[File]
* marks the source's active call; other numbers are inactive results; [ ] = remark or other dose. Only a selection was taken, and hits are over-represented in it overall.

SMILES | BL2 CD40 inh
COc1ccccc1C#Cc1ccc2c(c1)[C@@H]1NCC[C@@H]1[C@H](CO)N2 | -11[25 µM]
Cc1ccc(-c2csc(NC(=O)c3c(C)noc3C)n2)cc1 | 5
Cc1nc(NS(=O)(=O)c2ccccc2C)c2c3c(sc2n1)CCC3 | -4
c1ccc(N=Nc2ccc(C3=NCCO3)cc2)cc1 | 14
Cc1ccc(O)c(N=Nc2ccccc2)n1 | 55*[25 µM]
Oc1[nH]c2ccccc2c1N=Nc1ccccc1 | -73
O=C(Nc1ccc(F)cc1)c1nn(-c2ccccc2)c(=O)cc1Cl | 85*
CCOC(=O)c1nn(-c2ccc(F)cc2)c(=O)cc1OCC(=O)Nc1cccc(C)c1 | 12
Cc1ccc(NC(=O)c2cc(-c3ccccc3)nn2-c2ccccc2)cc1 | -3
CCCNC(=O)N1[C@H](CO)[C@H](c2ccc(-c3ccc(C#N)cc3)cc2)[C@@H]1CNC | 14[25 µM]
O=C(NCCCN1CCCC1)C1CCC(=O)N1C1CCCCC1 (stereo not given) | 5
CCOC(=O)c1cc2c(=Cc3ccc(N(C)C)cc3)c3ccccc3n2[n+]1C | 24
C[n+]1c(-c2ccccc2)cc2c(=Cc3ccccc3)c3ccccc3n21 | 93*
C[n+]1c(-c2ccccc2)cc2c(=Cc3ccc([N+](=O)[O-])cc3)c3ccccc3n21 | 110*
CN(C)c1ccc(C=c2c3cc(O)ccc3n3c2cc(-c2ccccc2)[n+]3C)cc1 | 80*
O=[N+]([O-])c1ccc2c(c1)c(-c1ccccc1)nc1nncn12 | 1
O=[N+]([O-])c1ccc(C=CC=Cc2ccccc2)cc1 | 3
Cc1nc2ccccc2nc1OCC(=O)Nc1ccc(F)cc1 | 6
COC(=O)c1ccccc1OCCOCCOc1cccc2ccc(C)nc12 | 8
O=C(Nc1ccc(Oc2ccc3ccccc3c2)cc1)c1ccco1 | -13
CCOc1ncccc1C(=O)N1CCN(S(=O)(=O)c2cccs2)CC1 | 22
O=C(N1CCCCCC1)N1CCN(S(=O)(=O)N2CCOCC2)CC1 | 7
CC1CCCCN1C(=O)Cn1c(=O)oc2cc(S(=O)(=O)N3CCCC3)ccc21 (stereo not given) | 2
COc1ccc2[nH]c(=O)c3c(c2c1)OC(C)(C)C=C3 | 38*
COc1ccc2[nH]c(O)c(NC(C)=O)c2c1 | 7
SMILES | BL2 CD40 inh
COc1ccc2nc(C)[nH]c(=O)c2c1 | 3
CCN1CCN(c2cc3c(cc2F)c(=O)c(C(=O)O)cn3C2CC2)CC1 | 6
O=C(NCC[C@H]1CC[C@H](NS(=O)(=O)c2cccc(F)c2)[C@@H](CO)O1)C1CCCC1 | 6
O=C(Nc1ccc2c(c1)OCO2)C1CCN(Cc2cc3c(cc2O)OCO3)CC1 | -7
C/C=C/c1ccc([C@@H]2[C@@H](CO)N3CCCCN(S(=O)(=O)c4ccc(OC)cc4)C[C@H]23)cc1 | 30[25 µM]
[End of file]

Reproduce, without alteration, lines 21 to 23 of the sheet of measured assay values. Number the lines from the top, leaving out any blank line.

COC(=O)c1ccccc1OCCOCCOc1cccc2ccc(C)nc12 | 8
O=C(Nc1ccc(Oc2ccc3ccccc3c2)cc1)c1ccco1 | -13
CCOc1ncccc1C(=O)N1CCN(S(=O)(=O)c2cccs2)CC1 | 22